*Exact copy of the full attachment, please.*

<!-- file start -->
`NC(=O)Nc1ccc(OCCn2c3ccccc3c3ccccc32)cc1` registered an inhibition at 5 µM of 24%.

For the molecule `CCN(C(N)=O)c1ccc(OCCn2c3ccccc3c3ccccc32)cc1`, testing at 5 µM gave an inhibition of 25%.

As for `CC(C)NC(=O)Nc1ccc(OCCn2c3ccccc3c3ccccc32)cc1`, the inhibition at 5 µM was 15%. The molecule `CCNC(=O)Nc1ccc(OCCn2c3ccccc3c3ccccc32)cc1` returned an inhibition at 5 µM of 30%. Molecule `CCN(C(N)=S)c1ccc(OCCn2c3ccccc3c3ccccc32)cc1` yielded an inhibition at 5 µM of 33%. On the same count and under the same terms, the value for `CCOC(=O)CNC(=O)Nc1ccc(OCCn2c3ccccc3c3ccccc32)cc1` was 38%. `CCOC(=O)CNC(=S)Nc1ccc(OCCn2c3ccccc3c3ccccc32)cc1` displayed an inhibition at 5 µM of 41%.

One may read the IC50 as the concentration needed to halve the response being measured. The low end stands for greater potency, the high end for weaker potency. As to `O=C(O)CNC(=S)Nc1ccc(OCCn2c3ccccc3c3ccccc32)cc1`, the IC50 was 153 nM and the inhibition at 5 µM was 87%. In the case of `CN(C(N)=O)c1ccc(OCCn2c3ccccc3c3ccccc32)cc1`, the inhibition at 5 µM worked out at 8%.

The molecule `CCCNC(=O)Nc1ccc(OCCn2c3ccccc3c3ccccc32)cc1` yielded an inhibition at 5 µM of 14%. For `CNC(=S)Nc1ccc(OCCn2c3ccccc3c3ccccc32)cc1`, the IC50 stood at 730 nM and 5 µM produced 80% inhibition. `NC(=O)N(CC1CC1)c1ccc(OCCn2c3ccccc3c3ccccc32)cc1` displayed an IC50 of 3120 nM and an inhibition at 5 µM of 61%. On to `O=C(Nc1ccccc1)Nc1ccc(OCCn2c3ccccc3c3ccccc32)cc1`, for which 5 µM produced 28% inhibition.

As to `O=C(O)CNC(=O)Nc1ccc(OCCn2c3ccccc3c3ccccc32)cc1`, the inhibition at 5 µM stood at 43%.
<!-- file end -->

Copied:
`NC(=O)Nc1ccc(OCCn2c3ccccc3c3ccccc32)cc1` registered an inhibition at 5 µM of 24%.

For the molecule `CCN(C(N)=O)c1ccc(OCCn2c3ccccc3c3ccccc32)cc1`, testing at 5 µM gave an inhibition of 25%.

As for `CC(C)NC(=O)Nc1ccc(OCCn2c3ccccc3c3ccccc32)cc1`, the inhibition at 5 µM was 15%. The molecule `CCNC(=O)Nc1ccc(OCCn2c3ccccc3c3ccccc32)cc1` returned an inhibition at 5 µM of 30%. Molecule `CCN(C(N)=S)c1ccc(OCCn2c3ccccc3c3ccccc32)cc1` yielded an inhibition at 5 µM of 33%. On the same count and under the same terms, the value for `CCOC(=O)CNC(=O)Nc1ccc(OCCn2c3ccccc3c3ccccc32)cc1` was 38%. `CCOC(=O)CNC(=S)Nc1ccc(OCCn2c3ccccc3c3ccccc32)cc1` displayed an inhibition at 5 µM of 41%.

One may read the IC50 as the concentration needed to halve the response being measured. The low end stands for greater potency, the high end for weaker potency. As to `O=C(O)CNC(=S)Nc1ccc(OCCn2c3ccccc3c3ccccc32)cc1`, the IC50 was 153 nM and the inhibition at 5 µM was 87%. In the case of `CN(C(N)=O)c1ccc(OCCn2c3ccccc3c3ccccc32)cc1`, the inhibition at 5 µM worked out at 8%.

The molecule `CCCNC(=O)Nc1ccc(OCCn2c3ccccc3c3ccccc32)cc1` yielded an inhibition at 5 µM of 14%. For `CNC(=S)Nc1ccc(OCCn2c3ccccc3c3ccccc32)cc1`, the IC50 stood at 730 nM and 5 µM produced 80% inhibition. `NC(=O)N(CC1CC1)c1ccc(OCCn2c3ccccc3c3ccccc32)cc1` displayed an IC50 of 3120 nM and an inhibition at 5 µM of 61%. On to `O=C(Nc1ccccc1)Nc1ccc(OCCn2c3ccccc3c3ccccc32)cc1`, for which 5 µM produced 28% inhibition.

As to `O=C(O)CNC(=O)Nc1ccc(OCCn2c3ccccc3c3ccccc32)cc1`, the inhibition at 5 µM stood at 43%.